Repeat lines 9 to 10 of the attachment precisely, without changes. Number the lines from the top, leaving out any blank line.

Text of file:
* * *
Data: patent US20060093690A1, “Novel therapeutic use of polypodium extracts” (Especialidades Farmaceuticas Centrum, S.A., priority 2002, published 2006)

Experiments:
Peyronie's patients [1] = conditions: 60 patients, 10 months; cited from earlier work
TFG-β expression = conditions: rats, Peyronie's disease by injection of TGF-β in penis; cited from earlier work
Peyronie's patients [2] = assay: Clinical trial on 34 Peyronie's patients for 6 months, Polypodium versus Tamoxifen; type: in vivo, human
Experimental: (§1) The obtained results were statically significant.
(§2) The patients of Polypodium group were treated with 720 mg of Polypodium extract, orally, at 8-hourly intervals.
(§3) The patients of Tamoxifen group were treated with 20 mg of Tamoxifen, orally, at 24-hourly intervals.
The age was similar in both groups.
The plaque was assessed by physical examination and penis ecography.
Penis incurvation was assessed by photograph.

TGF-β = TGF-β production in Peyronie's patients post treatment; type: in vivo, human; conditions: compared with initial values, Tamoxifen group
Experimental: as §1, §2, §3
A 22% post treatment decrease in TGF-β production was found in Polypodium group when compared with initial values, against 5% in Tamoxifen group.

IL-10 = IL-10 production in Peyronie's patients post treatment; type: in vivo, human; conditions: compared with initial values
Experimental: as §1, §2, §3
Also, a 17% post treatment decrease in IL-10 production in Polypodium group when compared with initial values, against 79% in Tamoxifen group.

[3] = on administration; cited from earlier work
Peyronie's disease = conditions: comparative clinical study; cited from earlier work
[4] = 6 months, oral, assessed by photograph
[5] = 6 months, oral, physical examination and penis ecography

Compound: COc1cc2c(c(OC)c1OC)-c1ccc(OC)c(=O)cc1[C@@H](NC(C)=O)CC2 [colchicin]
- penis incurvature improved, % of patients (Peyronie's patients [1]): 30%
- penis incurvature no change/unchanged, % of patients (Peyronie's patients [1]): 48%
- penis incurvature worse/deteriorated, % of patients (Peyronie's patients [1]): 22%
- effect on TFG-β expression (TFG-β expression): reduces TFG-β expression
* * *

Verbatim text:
The age was similar in both groups.
The plaque was assessed by physical examination and penis ecography.